By Mary M.

Although the uniform has changed, the mission is the same …

Girl Scouts help to build tomorrow’s leaders today with Courage, Confidence and Character … no matter what you wear! 

This picture was taken at Juliette Gordon Low’s 100th year Anniversary Celebration at Camp Timber Ridge when Girl Scouts CEO Ana Marie Chavez came to encourage us to continue what Juliette Gordon Low started.   The women, pictured above, dressed in some vintage Girl Scout uniforms showed us how Girl Scouts who came before us, dressed.

(It’s probably a good thing that our uniforms have changed because I’m not sure too many of us would really like wearing these now!)

Do you like having to wear your vest or sash to all Girl Scout meetings and events? Well imagine having to wear a Girl Scout dress or a really long skirt or a hat or long black socks!  Maybe your mom or grandmother was a Girl Scout, and she still has her old Girl Scout uniform.  My mom does. I’m sure you will keep your Girl Scout Vest or Sash for your children to see.  Girl Scouts is definitely something of pride.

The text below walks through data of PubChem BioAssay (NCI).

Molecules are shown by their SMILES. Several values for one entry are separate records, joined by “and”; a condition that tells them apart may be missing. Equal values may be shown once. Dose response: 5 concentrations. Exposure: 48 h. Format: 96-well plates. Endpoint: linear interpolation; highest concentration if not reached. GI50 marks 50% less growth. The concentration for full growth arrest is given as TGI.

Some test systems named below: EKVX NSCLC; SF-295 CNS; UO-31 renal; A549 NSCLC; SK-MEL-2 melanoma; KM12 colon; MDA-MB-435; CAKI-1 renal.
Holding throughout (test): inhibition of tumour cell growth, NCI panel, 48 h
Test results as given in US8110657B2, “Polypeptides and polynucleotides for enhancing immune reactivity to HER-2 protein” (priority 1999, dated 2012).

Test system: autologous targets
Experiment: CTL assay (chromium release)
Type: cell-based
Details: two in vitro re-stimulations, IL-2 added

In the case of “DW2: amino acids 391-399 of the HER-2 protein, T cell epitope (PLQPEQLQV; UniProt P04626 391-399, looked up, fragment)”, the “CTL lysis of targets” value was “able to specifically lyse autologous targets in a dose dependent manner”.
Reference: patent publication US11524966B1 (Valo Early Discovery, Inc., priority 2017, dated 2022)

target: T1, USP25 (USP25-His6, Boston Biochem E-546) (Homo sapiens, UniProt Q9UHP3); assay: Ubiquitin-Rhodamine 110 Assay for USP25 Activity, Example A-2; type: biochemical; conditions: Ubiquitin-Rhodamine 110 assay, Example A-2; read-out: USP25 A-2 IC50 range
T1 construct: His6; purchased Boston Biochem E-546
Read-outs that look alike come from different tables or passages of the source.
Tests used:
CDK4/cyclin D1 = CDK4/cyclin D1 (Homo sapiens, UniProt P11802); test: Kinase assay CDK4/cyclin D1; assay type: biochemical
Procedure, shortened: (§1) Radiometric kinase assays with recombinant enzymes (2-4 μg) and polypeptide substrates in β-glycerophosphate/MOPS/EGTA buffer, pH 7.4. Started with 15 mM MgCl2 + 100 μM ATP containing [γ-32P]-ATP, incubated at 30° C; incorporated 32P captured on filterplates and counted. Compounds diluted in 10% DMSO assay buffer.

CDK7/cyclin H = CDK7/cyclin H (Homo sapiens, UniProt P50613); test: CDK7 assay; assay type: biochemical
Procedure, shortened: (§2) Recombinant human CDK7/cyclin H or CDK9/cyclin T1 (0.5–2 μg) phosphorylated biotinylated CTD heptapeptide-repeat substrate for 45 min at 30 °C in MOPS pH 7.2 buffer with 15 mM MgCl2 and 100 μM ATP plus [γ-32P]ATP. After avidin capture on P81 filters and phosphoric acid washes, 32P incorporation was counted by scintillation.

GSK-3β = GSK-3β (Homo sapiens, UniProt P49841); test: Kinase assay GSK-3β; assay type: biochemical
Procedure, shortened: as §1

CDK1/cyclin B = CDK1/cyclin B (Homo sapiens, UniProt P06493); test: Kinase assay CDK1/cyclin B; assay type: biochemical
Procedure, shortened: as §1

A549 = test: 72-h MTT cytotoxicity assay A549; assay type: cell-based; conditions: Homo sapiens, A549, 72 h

When Juliette Gordon Low first started Girl Scouts in 1912 the uniform that she and her troop wore was: a very long blue skirt, a blue blouse, a tie made of blue satin and long black stockings with black shoes as seen in the picture above.

In 1914 the uniforms were going to be manufactured, and they changed to: a khaki blouse, a skirt, a kerchief tie, and a hat with the letters GS on the front. After another five years, girls had their choice of which uniform they wanted to wear either: a long coat dress or a short coat with a skirt, both with a khaki hat, neckerchief, and a belt. Which one would you chose?

If you were a Girl Scout in 1928 (as we call it today, Juniors), your uniform would have been: a one-piece dark green dress with embroidered GS letters on the collar and a dark green neckerchief.   They also wore a hat with the World Trefoil embroidered on the band.

Uniforms continued to change in the 1930’s for teenage girls. The main difference was that a pair of pleated shorts was now worn underneath a skirt that buttoned down the side so it could be easily removed for hiking.  This uniform made it easy for girls to follow Juliette Gordon Low’s ideals of getting girls outside to learn about the outdoors and earn badges and patches.

After that, Girl Scout uniforms continued to evolve according to the styles of the time but, the message remains the same! We are Girl Scouts.

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